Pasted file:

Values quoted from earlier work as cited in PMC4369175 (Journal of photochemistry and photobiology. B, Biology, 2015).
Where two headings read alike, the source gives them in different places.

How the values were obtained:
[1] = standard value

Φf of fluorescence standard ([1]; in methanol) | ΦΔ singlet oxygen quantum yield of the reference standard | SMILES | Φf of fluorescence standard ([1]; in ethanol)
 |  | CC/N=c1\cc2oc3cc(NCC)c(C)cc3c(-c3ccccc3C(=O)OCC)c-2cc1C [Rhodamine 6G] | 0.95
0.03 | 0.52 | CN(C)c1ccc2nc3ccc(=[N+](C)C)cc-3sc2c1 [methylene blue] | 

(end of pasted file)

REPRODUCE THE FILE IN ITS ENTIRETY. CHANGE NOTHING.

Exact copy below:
Values quoted from earlier work as cited in PMC4369175 (Journal of photochemistry and photobiology. B, Biology, 2015).
Where two headings read alike, the source gives them in different places.

How the values were obtained:
[1] = standard value

Φf of fluorescence standard ([1]; in methanol) | ΦΔ singlet oxygen quantum yield of the reference standard | SMILES | Φf of fluorescence standard ([1]; in ethanol)
 |  | CC/N=c1\cc2oc3cc(NCC)c(C)cc3c(-c3ccccc3C(=O)OCC)c-2cc1C [Rhodamine 6G] | 0.95
0.03 | 0.52 | CN(C)c1ccc2nc3ccc(=[N+](C)C)cc-3sc2c1 [methylene blue] | 